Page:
Since this question came up, my feeling was that what Laura whispers to Cooper and which visibly shocks him was something to the effect of "Laura can't be saved" or "Laura doesn't want to return, she likes where she is now." But he suppressed that insight and continued on his mission anyway. And it makes sense to me that the whispered message would come back to the surface again at this point for him where the horror created by his denial has become too great to bear, so that even the truth, which is that you can't put back together a life that has been destroyed, is better than this nightmarish fantasy.

Another possibility is that she told him "We live inside a dream.", again this would be something that he subsequently suppressed, although in this case it comes back to the surface for Cooper at the moment of greatest bliss when the nagging feeling becomes too great about things going too well to be true. It wasn't enough to wake him up, though. The journey continued into the other direction and the dream veered into a nightmare, the end of which did finally wake him up.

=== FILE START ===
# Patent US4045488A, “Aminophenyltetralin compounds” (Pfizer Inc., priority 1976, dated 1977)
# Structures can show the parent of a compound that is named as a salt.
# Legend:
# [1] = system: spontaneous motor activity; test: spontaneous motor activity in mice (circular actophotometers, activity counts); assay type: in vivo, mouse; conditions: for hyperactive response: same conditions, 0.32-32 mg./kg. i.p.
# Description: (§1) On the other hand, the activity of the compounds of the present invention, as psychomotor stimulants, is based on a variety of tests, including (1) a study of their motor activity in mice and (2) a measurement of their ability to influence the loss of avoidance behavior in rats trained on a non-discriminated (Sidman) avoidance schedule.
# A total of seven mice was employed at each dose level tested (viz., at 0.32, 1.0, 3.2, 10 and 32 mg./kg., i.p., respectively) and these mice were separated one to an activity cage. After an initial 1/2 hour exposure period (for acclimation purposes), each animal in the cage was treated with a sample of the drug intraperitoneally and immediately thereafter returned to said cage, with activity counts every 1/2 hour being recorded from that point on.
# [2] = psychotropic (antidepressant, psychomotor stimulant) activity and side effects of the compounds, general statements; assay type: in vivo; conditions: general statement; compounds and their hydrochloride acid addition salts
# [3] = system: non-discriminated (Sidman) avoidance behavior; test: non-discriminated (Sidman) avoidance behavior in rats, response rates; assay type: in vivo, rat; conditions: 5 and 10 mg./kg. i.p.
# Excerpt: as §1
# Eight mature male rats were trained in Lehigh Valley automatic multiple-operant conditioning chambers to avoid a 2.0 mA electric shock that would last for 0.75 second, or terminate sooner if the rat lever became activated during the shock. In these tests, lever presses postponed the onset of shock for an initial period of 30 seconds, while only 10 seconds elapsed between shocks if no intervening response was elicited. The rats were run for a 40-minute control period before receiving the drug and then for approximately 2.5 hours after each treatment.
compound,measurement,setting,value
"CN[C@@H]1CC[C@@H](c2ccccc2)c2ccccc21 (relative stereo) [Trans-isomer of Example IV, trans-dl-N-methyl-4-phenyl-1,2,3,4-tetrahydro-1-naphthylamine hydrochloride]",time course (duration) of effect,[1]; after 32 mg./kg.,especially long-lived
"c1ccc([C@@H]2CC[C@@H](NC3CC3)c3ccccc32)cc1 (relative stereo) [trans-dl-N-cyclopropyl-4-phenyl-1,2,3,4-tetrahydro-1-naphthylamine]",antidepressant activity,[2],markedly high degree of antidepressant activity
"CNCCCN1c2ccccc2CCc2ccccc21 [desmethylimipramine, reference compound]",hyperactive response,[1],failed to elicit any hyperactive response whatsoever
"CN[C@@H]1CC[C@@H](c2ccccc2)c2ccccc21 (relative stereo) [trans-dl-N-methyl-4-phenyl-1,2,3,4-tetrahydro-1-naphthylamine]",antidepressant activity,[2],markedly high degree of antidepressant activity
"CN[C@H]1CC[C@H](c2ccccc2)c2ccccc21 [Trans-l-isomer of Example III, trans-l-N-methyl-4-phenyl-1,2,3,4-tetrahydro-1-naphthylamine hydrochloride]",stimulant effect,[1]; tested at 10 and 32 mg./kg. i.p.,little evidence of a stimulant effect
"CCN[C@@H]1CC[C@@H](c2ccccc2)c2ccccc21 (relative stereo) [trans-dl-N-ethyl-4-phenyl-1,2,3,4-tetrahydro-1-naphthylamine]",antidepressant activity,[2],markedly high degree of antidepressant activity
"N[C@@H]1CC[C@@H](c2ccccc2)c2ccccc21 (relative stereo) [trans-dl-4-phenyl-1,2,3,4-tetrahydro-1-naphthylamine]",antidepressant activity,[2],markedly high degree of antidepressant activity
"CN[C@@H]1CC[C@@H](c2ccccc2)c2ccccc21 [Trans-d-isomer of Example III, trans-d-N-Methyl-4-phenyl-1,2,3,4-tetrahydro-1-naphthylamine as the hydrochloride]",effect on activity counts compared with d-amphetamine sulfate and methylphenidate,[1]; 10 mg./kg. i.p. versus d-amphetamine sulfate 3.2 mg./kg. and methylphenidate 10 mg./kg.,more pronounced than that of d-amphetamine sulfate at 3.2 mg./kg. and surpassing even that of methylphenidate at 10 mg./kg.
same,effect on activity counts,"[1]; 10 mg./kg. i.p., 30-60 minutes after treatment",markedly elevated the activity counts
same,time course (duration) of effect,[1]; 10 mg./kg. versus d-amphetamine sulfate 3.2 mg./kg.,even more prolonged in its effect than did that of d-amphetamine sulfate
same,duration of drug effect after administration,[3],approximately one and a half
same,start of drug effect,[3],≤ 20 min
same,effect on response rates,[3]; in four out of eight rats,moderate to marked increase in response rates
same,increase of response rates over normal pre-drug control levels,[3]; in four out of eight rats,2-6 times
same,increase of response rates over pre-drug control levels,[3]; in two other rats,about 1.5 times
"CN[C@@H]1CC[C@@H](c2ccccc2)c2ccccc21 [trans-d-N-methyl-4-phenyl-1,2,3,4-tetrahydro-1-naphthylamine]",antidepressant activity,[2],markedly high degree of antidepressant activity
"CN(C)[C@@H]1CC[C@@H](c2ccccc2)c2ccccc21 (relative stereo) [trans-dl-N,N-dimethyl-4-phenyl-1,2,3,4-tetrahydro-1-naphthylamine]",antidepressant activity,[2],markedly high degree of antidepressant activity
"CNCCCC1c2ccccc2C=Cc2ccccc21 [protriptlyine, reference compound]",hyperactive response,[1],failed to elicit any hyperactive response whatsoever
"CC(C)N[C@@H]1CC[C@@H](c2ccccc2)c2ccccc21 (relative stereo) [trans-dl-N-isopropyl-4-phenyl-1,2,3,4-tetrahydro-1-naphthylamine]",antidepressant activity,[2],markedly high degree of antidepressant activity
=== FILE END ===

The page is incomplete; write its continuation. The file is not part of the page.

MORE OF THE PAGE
Last edited by Perception de Ambiguity on September 6th, 2017, 10:10 pm, edited 1 time in total.
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#128

Post by Carmel1379 » September 6th, 2017, 10:51 pm